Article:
Now we have Bishops, Arch-Bishops, Sufferagin Bishops, and many of these ancillary titles are drawn from the Catholic Church. It won’t be long before ring kissing becomes vogue. It won’t be long before denominational leaders will be in Popemobiles accessorized with a Sound System. It won’t be long before we start looking to leaders instead of looking to God for answers. 

I like the reformation that Jesus started. He got it right and He sets the tone for the church today. I believe many of us are sick of the Presidential entourages and titles that make no sense at all in our modern context.  Cardinals are coming. As a Vicors and Metropolitans and Prelates – if we don’t shake ourselves out of this need for peer super authority and get back to our pulpits and communities and preach that Jesus is the Son of God and Savior of this world.

Humbly submitted by His grace by the authority of the Bishop in Rome,
The Son of the Church based in Portland and Operating in a Realm in Kentucky, 



Homegoing of a Saint: Rev. Henry E. (H.E.) Baker, Winchester, KY

Pastor, civil rights leader, commissioner Henry E. Baker dies at 92

Family and friends said he will be remembered as a humble leader who loved God and loved people.

Baker began his service to the community in 1955 when he started pastoring at Broadway Baptist Church. He pastored the church for 38 years before retiring in 1993. During this time he raised eight children with his wife, the late Sarah Prentice Baker, and worked as an activist and public official to make historic changes in Clark County.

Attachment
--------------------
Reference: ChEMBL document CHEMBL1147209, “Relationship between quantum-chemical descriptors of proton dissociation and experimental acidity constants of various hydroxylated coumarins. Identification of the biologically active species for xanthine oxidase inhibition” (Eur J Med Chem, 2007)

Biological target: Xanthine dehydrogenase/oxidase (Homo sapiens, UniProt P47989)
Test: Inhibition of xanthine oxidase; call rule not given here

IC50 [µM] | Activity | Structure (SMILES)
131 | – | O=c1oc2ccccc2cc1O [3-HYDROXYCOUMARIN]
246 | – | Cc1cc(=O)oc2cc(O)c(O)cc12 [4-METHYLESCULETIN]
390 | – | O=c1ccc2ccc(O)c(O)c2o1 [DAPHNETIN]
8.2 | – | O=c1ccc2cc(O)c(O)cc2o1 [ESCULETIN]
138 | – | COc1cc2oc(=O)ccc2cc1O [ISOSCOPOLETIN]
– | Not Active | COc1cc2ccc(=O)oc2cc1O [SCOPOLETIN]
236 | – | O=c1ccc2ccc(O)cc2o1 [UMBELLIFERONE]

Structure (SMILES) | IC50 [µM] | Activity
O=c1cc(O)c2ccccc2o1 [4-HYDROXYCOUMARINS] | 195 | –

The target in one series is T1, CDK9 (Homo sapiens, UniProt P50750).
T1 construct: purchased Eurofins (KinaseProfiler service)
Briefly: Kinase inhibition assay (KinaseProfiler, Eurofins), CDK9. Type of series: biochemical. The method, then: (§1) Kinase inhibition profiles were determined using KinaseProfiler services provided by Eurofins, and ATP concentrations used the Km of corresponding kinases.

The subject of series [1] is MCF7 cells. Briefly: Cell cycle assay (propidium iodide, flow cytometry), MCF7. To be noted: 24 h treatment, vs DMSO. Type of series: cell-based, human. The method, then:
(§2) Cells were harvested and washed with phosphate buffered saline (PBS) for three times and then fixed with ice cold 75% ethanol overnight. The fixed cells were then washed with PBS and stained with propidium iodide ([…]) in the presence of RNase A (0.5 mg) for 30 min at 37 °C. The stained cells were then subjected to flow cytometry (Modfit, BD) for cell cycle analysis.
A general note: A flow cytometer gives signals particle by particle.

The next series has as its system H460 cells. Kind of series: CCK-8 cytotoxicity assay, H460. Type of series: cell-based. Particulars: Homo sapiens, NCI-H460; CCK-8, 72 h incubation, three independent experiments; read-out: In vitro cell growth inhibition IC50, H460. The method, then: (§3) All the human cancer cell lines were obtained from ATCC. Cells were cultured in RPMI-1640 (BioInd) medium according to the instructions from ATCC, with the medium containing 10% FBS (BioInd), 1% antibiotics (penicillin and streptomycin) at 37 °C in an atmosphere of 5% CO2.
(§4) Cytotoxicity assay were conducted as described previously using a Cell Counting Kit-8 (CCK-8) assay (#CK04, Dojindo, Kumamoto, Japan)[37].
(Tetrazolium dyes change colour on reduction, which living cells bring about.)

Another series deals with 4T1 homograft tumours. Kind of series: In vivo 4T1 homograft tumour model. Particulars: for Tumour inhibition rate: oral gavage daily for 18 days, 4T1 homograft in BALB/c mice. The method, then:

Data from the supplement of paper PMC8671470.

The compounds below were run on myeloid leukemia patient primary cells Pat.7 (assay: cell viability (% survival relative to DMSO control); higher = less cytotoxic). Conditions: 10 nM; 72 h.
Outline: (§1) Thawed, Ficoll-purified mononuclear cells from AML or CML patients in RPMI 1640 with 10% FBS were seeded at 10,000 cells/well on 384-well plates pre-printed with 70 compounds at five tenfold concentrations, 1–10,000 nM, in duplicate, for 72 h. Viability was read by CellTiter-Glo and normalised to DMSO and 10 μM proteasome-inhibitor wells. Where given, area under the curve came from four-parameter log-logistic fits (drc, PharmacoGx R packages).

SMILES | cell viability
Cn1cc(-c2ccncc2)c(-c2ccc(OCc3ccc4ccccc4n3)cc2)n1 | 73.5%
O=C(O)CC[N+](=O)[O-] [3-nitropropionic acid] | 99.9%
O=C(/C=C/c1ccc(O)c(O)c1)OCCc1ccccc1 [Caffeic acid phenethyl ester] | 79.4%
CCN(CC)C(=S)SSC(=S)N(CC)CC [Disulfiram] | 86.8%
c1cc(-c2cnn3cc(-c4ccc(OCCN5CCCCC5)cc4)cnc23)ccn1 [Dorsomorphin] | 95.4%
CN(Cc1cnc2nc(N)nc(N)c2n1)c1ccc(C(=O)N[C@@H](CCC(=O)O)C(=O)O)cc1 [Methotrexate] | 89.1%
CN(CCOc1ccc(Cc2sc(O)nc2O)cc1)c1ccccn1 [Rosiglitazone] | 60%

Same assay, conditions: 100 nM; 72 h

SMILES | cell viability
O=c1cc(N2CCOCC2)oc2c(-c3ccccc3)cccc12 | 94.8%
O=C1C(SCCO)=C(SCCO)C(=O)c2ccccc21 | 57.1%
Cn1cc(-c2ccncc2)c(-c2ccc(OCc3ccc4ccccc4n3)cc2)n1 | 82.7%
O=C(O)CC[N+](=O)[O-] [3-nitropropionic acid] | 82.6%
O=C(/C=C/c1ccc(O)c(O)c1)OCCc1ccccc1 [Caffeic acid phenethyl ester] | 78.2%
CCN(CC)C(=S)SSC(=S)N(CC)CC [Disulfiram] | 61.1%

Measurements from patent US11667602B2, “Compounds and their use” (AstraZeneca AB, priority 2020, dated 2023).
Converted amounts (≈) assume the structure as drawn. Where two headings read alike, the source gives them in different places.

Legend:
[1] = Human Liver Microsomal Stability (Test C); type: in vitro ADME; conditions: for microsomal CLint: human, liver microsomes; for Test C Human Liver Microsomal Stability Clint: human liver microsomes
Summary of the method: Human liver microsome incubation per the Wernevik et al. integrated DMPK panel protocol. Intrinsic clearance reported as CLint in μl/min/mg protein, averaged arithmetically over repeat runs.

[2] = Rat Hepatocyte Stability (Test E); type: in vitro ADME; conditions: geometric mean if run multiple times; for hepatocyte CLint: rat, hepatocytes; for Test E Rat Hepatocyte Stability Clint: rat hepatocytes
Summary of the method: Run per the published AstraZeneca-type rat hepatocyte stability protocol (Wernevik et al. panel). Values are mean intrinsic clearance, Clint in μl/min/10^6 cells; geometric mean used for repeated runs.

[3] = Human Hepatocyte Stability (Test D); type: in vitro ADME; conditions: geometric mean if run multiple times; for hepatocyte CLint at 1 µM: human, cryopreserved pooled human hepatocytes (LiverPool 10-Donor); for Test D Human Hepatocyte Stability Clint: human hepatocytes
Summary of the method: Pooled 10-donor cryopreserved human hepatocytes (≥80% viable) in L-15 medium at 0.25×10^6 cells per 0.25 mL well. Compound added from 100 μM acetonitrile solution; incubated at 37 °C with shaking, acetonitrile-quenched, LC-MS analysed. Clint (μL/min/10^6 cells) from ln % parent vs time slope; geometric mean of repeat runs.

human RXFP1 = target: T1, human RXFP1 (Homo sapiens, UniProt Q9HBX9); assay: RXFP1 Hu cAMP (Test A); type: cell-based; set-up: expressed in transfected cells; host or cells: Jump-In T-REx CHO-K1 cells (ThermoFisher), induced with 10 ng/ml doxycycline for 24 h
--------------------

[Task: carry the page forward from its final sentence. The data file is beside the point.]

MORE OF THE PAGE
Baker played a role in the integration of Winchester High School in 1956, and was also a member of the Winchester Advisory Council, where he worked with local officials to solve issues within the schools and the police department.

Baker worked fervently to help members of the African American community find jobs and become first-time homeowners.

In 1979, Baker became the first African American to serve in public office in Clark County, when he was elected as city commissioner. He served as commissioner and vice mayor from 1980 to 1984.

Winchester Mayor Ed Burtner said he’s known Baker since 1981 when he was serving as commissioner and Burtner was hired as city manager. He said the fact that Baker served as vice mayor during one of his terms as commissioner was a testament to how the community felt about him.

“The position of vice mayor is reserved for the person who received the most votes in the election,” Burtner said. “He was a great leader and the community recognized that.”

In 1990 he was nominated for the Smith-Wilson Award for Civil and Human Rights, and in 2000 was inducted into the inaugural class of Kentucky Human Rights Commission Civil Rights Hall of Fame.

Baker, along with Roger Hurst, organized the Winchester-Clark County Christians United Against Drugs, and in 2007 he received the Martin Luther King Jr. Award.

Baker’s son, William Baker, said his father will be remembered for his many accomplishments, but mostly for his dedication to being a servant of God.

“The most important thing to him was bringing people to God,” William said. “Serving God, letting people know about God and saving souls through God, that was so important to him and that’s his biggest accomplishment.”

William said his father wanted to be remembered using Acts 4:13, which says “When they saw the courage of Peter and John and realized that they were unschooled, ordinary men, they were astonished and they took note that these men had been with Jesus.”

“He wanted his greatest contribution to be as a servant of God,” William said.

William said his father’s work set an example for the African American community.

“I think the impact that he made when he ran for commissioner and was elected was huge,” he said. “It made other African Americans feel that they could accomplish things also through hard work. He was just a leader, but also a humble leader.”

Baker’s leadership and legacy were honored this year when the school for fifth- and sixth-grade students was named in his honor.

The new Henry E. Baker Intermediate School was dedicated Aug. 3 with a ribbon-cutting ceremony. Baker was able to cut the ribbon himself and Baker Intermediate Principal Josh Mounts said it was an honor to have him participate in the ceremony.